Preparation / Directions:
Dried foods are susceptible to insect contamination and moisture reabsorption and must be properly packaged and stored immediately First, cool completely. Warm food causes sweating which could provide enough moisture for mold to grow. Pack foods into clean, dry insect-proof containers as tightly as possible without crushing.
Glass jars, metal cans or boxes with tight fitted lids or moisture-vapor resistant freezer cartons make good containers for storing dried foods. Heavy-duty plastic bags are acceptable, but are not insect and rodent proof. Plastic bags with a 3/8-inch seal are best to keep out moisture.
Pack food in amounts that will be used in a recipe. Every time a package is re-opened, the food is exposed to air and moisture that lower the quality of the food.
Fruit that has been sulfured should not touch metal. Place the fruit in a plastic bag before storing it in a metal can. Sulfur fumes will react with the metal and cause color changes in the fruit.
Dried foods should be stored in cool, dry, dark areas. Recommended storage times for dried foods range from 4 months to 1 year. Because food quality is affected by heat, the storage temperature helps determine the length of storage; the higher the temperature, the shorter the storage time. Most dried fruits can be stored for 1 year at 60øF, 6 months at 80øF. Vegetables have about half the shelf-life of fruits.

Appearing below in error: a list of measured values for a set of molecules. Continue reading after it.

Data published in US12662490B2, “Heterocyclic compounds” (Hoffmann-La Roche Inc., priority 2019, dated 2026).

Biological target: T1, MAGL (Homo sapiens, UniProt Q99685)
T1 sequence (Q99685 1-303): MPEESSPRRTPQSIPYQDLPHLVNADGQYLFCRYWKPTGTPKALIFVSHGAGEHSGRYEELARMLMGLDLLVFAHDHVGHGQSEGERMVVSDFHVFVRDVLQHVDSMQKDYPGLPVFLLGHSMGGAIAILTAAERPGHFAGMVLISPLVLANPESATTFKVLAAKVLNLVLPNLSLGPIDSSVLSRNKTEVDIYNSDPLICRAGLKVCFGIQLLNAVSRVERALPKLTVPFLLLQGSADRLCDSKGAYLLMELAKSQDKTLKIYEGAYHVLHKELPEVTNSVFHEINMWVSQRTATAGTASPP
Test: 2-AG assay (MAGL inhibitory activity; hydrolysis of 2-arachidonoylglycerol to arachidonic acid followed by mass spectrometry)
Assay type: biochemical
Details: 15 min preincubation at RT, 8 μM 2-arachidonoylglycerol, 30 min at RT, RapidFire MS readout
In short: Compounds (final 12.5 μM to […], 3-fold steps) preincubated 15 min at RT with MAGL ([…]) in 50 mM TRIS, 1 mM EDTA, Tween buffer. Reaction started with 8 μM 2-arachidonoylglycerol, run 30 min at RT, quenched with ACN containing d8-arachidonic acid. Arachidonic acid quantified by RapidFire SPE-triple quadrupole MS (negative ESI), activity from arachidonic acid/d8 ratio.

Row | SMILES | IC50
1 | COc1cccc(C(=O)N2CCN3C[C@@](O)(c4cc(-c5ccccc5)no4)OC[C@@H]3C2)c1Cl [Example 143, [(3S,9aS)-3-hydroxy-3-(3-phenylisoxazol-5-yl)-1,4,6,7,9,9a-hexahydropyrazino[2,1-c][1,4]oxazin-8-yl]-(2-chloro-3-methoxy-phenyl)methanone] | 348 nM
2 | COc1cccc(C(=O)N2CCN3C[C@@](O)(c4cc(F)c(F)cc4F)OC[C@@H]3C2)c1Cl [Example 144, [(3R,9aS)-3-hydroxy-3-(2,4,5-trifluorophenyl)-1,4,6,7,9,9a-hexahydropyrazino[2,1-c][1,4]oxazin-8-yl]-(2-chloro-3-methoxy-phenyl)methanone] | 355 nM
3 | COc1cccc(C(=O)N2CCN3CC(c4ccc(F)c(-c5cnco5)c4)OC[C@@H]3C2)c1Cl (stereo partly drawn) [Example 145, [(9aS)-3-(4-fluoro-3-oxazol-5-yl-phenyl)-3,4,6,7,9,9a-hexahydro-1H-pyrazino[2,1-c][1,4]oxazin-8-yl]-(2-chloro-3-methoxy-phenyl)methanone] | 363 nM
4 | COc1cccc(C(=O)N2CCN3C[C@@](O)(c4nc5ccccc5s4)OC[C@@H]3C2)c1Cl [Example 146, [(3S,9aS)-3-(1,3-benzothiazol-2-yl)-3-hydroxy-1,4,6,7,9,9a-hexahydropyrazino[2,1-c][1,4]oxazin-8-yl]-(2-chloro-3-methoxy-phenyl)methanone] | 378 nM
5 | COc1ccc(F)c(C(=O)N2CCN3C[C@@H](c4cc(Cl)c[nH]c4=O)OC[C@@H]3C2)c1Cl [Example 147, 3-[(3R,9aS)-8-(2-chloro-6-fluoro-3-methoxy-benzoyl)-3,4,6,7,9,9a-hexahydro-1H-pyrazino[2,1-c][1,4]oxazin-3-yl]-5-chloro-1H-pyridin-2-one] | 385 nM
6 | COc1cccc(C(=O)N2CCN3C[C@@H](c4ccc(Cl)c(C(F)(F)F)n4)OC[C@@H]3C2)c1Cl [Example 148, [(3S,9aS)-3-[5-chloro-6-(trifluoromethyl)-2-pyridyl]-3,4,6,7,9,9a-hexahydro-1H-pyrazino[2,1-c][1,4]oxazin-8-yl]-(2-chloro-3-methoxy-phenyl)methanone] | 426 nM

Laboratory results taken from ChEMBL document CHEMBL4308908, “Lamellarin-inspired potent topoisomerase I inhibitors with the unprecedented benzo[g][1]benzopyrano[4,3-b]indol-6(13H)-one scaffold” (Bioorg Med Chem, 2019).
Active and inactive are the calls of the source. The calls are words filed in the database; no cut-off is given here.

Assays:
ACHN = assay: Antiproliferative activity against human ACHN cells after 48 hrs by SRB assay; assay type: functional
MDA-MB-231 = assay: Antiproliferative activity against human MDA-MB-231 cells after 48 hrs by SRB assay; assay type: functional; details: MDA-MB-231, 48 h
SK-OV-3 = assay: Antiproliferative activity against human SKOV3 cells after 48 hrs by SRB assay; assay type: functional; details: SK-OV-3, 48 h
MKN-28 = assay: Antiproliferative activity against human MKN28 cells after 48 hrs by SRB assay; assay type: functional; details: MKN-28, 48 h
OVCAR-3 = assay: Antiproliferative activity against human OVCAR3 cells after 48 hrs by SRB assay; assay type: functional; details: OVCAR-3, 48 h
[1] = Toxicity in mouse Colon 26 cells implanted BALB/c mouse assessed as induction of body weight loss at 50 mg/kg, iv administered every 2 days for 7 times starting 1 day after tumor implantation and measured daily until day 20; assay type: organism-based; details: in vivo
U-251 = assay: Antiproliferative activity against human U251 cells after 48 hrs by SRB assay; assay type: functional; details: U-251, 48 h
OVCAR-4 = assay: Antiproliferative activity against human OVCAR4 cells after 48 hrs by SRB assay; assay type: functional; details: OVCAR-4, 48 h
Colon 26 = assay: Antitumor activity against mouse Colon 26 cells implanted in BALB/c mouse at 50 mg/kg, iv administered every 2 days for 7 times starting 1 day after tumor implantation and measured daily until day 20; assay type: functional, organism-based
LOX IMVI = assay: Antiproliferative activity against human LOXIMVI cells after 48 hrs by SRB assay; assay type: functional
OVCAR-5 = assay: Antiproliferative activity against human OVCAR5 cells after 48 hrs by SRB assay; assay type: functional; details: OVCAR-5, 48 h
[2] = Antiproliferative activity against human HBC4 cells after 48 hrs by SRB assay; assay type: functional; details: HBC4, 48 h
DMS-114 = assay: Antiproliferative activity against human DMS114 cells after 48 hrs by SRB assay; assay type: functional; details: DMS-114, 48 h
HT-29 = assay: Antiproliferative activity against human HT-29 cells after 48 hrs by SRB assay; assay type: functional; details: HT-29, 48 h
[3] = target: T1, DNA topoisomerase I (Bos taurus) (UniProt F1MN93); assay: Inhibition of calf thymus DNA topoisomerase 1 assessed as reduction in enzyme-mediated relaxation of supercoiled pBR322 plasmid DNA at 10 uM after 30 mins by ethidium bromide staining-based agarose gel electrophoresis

Foods that are packaged seemingly "bone dry" can spoil if moisture is reabsorbed during storage. Check dried foods frequently during storage to see if they are still dry Glass containers are excellent for storage because any moisture that collects on the inside can be seen easily Foods affected by moisture, but not spoiled, should be used immediately or redried and repackaged. Moldy foods should be discarded.